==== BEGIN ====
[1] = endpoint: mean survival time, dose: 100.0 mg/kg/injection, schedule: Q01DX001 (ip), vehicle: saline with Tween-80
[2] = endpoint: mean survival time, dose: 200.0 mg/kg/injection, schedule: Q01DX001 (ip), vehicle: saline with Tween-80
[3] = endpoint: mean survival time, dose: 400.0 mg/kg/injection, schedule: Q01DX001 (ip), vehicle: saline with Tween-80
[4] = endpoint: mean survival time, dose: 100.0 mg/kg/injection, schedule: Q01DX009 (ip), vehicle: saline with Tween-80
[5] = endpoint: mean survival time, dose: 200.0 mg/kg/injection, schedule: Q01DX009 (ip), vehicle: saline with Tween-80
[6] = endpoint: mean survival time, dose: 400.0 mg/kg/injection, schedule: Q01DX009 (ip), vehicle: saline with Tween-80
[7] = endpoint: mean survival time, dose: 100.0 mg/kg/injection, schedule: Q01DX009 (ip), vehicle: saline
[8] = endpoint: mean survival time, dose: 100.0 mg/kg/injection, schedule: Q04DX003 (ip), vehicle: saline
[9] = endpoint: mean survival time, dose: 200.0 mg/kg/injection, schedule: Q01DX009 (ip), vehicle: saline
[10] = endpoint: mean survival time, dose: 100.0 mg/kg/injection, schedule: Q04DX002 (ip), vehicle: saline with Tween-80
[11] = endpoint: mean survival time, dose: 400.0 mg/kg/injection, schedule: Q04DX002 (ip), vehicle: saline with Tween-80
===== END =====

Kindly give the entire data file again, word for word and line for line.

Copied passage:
[1] = endpoint: mean survival time, dose: 100.0 mg/kg/injection, schedule: Q01DX001 (ip), vehicle: saline with Tween-80
[2] = endpoint: mean survival time, dose: 200.0 mg/kg/injection, schedule: Q01DX001 (ip), vehicle: saline with Tween-80
[3] = endpoint: mean survival time, dose: 400.0 mg/kg/injection, schedule: Q01DX001 (ip), vehicle: saline with Tween-80
[4] = endpoint: mean survival time, dose: 100.0 mg/kg/injection, schedule: Q01DX009 (ip), vehicle: saline with Tween-80
[5] = endpoint: mean survival time, dose: 200.0 mg/kg/injection, schedule: Q01DX009 (ip), vehicle: saline with Tween-80
[6] = endpoint: mean survival time, dose: 400.0 mg/kg/injection, schedule: Q01DX009 (ip), vehicle: saline with Tween-80
[7] = endpoint: mean survival time, dose: 100.0 mg/kg/injection, schedule: Q01DX009 (ip), vehicle: saline
[8] = endpoint: mean survival time, dose: 100.0 mg/kg/injection, schedule: Q04DX003 (ip), vehicle: saline
[9] = endpoint: mean survival time, dose: 200.0 mg/kg/injection, schedule: Q01DX009 (ip), vehicle: saline
[10] = endpoint: mean survival time, dose: 100.0 mg/kg/injection, schedule: Q04DX002 (ip), vehicle: saline with Tween-80
[11] = endpoint: mean survival time, dose: 400.0 mg/kg/injection, schedule: Q04DX002 (ip), vehicle: saline with Tween-80